Although Spectre and Meltdown are security flaws discovered in CPUs manufactured by Intel, they also seem to be affecting CPUs manufactured by AMD as well as ARM-based chips in mobile devices (Qualcomm and Samsung). Even Apple recently admitted that its Mac computers and iOS devices are affected. These security flaws do not exist in the device itself or in its software, but in the architecture of its CPU.

Anyone who exploits these vulnerabilities can access sensitive data stored on physical devices, such as desktops, laptops, smartphones, and tablets as well as sensitive data stored in the cloud. Meltdown allows attackers to access the system’s memory and steal sensitive data. Spectre takes a different approach, tricking applications into disclosing sensitive information that would otherwise be inaccessible.

Even though a number of CPU manufacturers are being affected, it is Intel which is now under pressure, as three class-action lawsuits have already been filed against it in the United States (in California, Indiana and Oregon). The plaintiffs in these lawsuits claim not only that there are design flaws in Intel CPUs, but they also cite Intel’s delay in publicly disclosing these flaws and further allege that the fixes will cause computer slowdowns. (It is not yet clear how much performance will be affected; Intel said in a statement that any impact on performance will depend on the workload.) In California, the plaintiffs also claim that Intel misled consumers about the performance and reliability of computers operating with their processors.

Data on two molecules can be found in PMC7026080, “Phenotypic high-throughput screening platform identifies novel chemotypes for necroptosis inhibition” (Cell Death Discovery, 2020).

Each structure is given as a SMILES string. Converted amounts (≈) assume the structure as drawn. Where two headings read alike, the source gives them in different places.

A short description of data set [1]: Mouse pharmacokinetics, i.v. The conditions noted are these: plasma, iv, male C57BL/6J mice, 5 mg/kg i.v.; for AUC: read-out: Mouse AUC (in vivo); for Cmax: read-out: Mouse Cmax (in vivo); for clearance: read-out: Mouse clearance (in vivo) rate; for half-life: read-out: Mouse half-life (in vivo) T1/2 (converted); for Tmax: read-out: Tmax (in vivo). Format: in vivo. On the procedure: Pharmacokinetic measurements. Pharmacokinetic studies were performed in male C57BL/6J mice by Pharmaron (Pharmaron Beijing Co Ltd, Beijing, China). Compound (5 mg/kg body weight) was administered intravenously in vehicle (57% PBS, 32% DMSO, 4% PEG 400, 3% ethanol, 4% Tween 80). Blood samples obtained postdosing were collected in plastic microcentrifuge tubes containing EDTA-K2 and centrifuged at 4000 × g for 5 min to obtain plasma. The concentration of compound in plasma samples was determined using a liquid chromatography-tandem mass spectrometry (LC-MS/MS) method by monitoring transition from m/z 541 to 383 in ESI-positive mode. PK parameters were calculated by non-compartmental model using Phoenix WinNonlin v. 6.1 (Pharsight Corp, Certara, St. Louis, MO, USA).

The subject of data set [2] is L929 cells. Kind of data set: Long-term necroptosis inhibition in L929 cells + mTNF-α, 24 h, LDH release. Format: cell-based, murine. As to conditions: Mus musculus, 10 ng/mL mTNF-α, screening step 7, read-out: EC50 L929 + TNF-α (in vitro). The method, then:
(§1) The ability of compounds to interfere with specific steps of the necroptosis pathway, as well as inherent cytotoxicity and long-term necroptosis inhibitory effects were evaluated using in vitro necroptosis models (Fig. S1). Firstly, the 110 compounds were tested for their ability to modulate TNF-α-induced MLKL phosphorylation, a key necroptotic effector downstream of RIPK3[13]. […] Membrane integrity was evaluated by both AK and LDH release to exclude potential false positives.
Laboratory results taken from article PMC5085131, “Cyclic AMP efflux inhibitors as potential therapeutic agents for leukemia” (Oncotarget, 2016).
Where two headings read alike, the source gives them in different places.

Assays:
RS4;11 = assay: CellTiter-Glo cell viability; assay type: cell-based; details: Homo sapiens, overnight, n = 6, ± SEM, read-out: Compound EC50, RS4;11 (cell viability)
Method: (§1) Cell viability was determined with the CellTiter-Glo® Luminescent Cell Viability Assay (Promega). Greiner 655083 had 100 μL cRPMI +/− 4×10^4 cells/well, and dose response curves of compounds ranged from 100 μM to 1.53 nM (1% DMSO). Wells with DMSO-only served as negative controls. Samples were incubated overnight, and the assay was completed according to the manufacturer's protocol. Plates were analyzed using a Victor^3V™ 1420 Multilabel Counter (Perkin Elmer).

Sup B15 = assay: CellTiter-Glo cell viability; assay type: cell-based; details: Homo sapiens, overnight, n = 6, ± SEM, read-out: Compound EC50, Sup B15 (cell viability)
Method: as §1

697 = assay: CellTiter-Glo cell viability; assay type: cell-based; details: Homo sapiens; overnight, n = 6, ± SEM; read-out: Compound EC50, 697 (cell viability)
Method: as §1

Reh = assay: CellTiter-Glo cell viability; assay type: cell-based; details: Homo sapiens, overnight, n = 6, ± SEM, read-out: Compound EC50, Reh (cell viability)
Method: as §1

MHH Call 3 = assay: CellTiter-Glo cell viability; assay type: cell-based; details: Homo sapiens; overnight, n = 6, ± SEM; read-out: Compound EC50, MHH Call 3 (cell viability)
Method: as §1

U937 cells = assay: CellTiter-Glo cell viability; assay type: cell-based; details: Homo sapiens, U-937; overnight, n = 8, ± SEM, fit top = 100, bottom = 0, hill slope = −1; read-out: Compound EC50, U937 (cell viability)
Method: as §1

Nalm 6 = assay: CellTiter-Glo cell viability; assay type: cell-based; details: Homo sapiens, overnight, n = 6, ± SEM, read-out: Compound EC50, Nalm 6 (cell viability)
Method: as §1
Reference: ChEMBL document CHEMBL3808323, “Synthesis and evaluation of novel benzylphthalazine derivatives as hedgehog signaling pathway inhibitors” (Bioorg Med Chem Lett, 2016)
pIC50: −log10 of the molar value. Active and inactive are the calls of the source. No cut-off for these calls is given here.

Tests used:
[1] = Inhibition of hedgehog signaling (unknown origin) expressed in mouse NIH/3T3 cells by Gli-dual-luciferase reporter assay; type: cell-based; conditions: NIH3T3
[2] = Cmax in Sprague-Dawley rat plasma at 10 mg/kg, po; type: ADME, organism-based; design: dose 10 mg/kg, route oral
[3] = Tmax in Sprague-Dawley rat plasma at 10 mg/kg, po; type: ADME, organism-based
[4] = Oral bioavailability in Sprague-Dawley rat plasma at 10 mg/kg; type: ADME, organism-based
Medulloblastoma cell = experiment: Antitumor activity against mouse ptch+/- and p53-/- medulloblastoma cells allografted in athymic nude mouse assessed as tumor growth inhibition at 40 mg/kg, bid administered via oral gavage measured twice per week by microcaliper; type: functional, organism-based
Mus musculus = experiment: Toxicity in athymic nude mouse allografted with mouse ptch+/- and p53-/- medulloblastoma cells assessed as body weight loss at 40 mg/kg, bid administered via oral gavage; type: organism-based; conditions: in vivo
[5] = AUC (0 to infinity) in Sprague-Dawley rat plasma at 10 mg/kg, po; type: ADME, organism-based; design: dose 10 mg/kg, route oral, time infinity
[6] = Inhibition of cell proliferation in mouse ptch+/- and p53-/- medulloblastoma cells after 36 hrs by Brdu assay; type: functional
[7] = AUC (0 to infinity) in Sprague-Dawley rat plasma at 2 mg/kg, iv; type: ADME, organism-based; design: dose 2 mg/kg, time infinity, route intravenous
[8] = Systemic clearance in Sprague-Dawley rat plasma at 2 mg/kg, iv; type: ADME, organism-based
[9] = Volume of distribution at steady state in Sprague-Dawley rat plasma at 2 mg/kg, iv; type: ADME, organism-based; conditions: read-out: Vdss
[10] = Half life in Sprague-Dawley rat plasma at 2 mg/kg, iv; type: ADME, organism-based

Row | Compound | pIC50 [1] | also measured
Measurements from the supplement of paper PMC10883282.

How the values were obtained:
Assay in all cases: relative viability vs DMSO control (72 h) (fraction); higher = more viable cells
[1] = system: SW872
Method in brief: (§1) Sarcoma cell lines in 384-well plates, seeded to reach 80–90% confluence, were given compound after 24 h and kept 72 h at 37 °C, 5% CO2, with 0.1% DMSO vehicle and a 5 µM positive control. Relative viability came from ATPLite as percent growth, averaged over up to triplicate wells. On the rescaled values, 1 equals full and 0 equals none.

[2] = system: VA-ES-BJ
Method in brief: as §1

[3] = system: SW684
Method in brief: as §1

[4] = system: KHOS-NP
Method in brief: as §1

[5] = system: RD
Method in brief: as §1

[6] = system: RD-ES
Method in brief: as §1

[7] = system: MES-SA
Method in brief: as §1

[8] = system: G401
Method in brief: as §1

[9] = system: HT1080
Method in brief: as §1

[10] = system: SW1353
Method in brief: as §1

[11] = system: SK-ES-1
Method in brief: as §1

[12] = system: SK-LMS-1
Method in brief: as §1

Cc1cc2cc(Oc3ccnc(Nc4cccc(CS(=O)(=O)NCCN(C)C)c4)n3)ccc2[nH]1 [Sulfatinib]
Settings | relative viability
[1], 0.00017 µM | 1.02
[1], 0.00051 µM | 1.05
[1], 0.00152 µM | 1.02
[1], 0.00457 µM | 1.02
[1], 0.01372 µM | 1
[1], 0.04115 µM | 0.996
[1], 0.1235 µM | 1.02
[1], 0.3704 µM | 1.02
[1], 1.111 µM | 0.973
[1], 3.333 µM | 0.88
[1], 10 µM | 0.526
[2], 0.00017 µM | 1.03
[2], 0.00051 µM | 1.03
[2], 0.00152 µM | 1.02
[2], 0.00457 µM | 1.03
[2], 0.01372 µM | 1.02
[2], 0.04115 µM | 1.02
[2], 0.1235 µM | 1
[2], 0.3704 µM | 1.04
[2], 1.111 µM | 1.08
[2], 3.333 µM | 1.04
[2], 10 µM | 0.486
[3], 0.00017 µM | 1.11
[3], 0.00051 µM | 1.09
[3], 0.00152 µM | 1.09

As mentioned, sensitive data such as passwords, photos, emails, and even business-critical documents can be accessed and stolen. Both the current national data protection legislation as well as the incoming EU’s General Data Protection Regulation (GDPR), which becomes effective on 25 May 2018, renders companies liable for security breaches, for failing to take the necessary measures to protect personal data. Possible fines (under the GDPR) for this are as much as 4 per cent of annual global turnover or EUR 20 million (whichever is greater).

The UK’s data protection watchdog – the Information Commissioner’s Office (ICO) – has already warned companies about the situation and has recommended that they apply any and all security updates to mitigate security risks and to safeguard personal data. The ICO has also informed companies that any failure to patch a known vulnerability will be taken into account in the event of a data breach. It can be expected that a similar approach will be adopted by all national data protection regulators across the EU.

Some companies may try to avoid updating their software/firmware – either because they don’t notice or acknowledge these security flaws, or simply because they aren’t willing to accept a drop in the performance of their hardware. However, taking into account the possible consequences and fines to be eventually imposed under the GDPR, we strongly recommend applying all security patches and updates as soon as practicable, once they become available. Until you update your operating system to mitigate these hardware vulnerabilities, your sensitive data will definitely be at risk.